Excerpts from A Guide to Evaluating Asset-Based Community Development: Lessons, Challenges and Opportunities by Thomas Dewar.
The following ten principles are offered as elements to consider in evaluating asset-based community development. They are not meant to be a model, or even a complete checklist. Rather, each principle reflects lessons learned in community building, and is at least worth considering in the process of designing and carrying out evaluations appropriate to asset-based community development.
1. Involve participants directly in the process.
Perhaps the most basic challenge in making evaluation useful is to center it round those actually doing the work. This requires considerable time and energy, right from the outset, but it is well worth it.
As a first step, it is very important to acknowledge how much the people doing this work already know. It is not as if the work of evaluating these efforts starts from scratch. Those directly involved typically have a very clear sense about progress and impact, and have often developed and improved practices based on their sense of what is working and what isn’t. Good evaluation starts with this kind of experience and looks for ways to record it that are credible, clear and persuasive to others. In fact, the people doing this work are the real experts, and ought to be the first point of reference. This may surprise many community actors, who have experienced the evaluation process as something that has not involved them directly and, when it happens, it happens to them rather than with them. They need to know that their careful observation, good listening, and common sense are highly valued. Their knowledge is the primary “asset” in evaluation.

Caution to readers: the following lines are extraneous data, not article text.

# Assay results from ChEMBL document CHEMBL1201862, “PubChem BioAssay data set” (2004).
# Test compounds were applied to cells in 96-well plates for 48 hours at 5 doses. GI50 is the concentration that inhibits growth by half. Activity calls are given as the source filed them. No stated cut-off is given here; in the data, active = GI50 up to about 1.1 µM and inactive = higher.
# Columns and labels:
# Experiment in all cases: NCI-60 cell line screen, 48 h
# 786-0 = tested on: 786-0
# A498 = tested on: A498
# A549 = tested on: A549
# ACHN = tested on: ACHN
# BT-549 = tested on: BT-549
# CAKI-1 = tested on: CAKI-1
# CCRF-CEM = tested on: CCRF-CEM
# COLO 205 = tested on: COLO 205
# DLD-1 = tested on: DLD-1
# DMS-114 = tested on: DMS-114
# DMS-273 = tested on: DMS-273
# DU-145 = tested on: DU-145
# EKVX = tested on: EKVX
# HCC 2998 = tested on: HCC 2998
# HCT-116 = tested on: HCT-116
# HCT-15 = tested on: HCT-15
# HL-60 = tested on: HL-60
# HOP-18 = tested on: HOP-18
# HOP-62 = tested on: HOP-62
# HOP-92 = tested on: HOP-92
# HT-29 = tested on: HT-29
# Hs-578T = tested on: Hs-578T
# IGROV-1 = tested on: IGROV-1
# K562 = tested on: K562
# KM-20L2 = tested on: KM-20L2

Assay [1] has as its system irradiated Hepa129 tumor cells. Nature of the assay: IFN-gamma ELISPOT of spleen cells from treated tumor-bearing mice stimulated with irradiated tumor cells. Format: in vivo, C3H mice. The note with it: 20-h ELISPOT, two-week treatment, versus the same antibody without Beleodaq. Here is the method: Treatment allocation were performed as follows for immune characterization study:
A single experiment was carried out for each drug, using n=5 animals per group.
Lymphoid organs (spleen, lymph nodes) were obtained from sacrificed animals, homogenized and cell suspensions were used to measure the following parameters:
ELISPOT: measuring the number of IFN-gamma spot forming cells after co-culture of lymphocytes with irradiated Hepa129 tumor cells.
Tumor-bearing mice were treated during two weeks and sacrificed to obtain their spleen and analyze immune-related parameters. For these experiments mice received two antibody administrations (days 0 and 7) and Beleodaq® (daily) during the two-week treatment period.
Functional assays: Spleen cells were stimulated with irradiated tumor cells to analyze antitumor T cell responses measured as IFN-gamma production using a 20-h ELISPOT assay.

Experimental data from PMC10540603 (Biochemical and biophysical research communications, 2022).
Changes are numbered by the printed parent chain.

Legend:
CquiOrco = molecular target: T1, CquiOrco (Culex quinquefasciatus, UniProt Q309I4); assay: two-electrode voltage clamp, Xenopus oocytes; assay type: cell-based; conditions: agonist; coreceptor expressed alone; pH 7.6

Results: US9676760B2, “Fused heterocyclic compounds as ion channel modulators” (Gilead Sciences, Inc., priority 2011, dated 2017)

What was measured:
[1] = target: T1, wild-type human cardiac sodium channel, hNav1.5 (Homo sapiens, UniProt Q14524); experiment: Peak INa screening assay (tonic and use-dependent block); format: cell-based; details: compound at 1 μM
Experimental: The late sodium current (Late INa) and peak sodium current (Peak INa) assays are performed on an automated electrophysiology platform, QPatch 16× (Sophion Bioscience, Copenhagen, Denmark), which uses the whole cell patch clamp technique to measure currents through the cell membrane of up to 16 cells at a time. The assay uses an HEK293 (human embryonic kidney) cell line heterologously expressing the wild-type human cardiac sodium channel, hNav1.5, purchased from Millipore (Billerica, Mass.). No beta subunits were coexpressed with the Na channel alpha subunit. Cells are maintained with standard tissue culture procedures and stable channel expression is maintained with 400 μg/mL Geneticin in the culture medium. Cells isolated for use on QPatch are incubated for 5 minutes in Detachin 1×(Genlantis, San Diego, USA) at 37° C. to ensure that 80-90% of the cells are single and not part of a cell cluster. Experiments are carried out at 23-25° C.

The value of co-discovery
At its best, evaluation cannot be done solely from the outside in. It is a mutual process whereby those directly involved in the activity are both discovering or learning for themselves – and find ways to share this with others – as well as learning new things from outsiders, or fresh listeners. Building some internal practice around evaluation, which might record certain reflections or note key issues as they are discussed, is the starting point. But clearly the outside view is also critical.